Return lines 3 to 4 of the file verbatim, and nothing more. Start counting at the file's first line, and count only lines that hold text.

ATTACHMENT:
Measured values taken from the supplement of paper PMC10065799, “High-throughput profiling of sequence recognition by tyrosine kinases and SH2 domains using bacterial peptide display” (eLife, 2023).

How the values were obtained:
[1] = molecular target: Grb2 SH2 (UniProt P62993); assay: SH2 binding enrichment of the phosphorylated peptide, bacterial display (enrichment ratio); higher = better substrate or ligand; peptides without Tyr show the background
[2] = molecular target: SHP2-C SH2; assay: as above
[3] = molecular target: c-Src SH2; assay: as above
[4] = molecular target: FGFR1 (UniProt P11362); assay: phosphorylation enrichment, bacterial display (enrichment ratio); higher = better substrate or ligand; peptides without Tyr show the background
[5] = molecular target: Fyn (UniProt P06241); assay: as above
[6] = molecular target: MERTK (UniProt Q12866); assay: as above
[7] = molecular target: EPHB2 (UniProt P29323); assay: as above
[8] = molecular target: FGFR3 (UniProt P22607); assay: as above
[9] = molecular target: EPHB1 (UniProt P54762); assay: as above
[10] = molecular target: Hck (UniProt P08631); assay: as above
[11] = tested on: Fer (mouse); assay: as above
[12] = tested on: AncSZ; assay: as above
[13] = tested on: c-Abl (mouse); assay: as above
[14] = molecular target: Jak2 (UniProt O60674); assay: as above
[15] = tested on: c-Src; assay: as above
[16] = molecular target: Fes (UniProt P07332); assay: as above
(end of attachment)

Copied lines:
[1] = molecular target: Grb2 SH2 (UniProt P62993); assay: SH2 binding enrichment of the phosphorylated peptide, bacterial display (enrichment ratio); higher = better substrate or ligand; peptides without Tyr show the background
[2] = molecular target: SHP2-C SH2; assay: as above